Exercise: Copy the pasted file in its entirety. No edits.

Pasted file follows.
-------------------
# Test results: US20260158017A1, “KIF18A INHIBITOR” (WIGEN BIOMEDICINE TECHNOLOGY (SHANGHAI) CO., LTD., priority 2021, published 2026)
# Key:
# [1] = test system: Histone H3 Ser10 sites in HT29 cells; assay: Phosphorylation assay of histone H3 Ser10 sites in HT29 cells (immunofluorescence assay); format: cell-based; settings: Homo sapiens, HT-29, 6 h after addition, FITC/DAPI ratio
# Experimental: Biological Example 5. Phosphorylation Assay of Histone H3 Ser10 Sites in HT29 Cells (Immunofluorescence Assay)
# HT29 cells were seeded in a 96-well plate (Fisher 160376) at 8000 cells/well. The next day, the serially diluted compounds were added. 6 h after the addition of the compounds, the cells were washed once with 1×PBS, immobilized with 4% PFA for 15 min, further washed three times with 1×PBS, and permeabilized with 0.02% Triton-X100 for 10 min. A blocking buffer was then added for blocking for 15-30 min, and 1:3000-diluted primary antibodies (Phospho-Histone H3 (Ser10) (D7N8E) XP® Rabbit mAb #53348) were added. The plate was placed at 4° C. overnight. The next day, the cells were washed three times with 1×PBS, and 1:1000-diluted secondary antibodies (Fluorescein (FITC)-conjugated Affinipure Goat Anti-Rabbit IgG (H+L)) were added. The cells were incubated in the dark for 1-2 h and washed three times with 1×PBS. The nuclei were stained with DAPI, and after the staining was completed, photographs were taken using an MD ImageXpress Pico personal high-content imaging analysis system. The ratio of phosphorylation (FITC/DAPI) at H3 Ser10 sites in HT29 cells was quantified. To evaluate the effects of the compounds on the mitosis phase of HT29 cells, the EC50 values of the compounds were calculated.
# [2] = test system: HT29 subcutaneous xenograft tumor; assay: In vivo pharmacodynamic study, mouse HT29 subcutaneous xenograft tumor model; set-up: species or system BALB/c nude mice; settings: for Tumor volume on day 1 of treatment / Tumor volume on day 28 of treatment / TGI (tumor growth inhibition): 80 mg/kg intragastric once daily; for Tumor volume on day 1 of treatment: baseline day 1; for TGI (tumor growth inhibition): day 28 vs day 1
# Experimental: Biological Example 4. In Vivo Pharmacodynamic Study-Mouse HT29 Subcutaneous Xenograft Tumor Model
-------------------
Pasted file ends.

# Test results: US20260158017A1, “KIF18A INHIBITOR” (WIGEN BIOMEDICINE TECHNOLOGY (SHANGHAI) CO., LTD., priority 2021, published 2026)
# Key:
# [1] = test system: Histone H3 Ser10 sites in HT29 cells; assay: Phosphorylation assay of histone H3 Ser10 sites in HT29 cells (immunofluorescence assay); format: cell-based; settings: Homo sapiens, HT-29, 6 h after addition, FITC/DAPI ratio
# Experimental: Biological Example 5. Phosphorylation Assay of Histone H3 Ser10 Sites in HT29 Cells (Immunofluorescence Assay)
# HT29 cells were seeded in a 96-well plate (Fisher 160376) at 8000 cells/well. The next day, the serially diluted compounds were added. 6 h after the addition of the compounds, the cells were washed once with 1×PBS, immobilized with 4% PFA for 15 min, further washed three times with 1×PBS, and permeabilized with 0.02% Triton-X100 for 10 min. A blocking buffer was then added for blocking for 15-30 min, and 1:3000-diluted primary antibodies (Phospho-Histone H3 (Ser10) (D7N8E) XP® Rabbit mAb #53348) were added. The plate was placed at 4° C. overnight. The next day, the cells were washed three times with 1×PBS, and 1:1000-diluted secondary antibodies (Fluorescein (FITC)-conjugated Affinipure Goat Anti-Rabbit IgG (H+L)) were added. The cells were incubated in the dark for 1-2 h and washed three times with 1×PBS. The nuclei were stained with DAPI, and after the staining was completed, photographs were taken using an MD ImageXpress Pico personal high-content imaging analysis system. The ratio of phosphorylation (FITC/DAPI) at H3 Ser10 sites in HT29 cells was quantified. To evaluate the effects of the compounds on the mitosis phase of HT29 cells, the EC50 values of the compounds were calculated.
# [2] = test system: HT29 subcutaneous xenograft tumor; assay: In vivo pharmacodynamic study, mouse HT29 subcutaneous xenograft tumor model; set-up: species or system BALB/c nude mice; settings: for Tumor volume on day 1 of treatment / Tumor volume on day 28 of treatment / TGI (tumor growth inhibition): 80 mg/kg intragastric once daily; for Tumor volume on day 1 of treatment: baseline day 1; for TGI (tumor growth inhibition): day 28 vs day 1
# Experimental: Biological Example 4. In Vivo Pharmacodynamic Study-Mouse HT29 Subcutaneous Xenograft Tumor Model